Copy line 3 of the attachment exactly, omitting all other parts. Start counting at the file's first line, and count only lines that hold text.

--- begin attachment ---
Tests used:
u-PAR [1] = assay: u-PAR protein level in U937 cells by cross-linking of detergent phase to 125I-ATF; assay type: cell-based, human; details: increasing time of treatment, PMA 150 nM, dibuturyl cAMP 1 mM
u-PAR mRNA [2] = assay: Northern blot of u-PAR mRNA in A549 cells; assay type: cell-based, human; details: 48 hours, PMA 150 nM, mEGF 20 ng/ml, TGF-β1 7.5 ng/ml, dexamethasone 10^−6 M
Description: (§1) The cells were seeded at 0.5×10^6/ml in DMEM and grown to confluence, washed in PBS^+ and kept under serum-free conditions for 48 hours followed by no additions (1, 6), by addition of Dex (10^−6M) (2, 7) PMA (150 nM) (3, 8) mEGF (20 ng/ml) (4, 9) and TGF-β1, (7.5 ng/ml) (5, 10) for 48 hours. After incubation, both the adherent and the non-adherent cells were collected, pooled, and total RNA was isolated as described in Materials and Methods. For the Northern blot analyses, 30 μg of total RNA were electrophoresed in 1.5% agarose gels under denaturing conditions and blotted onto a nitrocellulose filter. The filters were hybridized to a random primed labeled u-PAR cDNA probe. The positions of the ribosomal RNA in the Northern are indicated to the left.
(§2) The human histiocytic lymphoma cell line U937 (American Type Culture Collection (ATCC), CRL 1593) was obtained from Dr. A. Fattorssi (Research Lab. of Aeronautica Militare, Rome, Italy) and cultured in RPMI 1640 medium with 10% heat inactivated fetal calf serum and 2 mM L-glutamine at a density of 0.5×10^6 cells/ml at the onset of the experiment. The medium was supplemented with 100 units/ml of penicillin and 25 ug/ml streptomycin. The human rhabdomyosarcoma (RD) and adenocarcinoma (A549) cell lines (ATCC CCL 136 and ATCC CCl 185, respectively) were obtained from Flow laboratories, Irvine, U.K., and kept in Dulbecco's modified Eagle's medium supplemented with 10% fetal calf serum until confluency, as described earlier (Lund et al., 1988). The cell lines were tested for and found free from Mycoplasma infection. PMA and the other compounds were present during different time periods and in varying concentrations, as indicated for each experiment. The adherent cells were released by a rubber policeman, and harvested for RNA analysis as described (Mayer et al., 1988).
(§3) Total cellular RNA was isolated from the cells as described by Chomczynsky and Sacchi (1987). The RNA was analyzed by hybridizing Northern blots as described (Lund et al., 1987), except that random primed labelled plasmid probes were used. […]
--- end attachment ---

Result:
u-PAR mRNA [2] = assay: Northern blot of u-PAR mRNA in A549 cells; assay type: cell-based, human; details: 48 hours, PMA 150 nM, mEGF 20 ng/ml, TGF-β1 7.5 ng/ml, dexamethasone 10^−6 M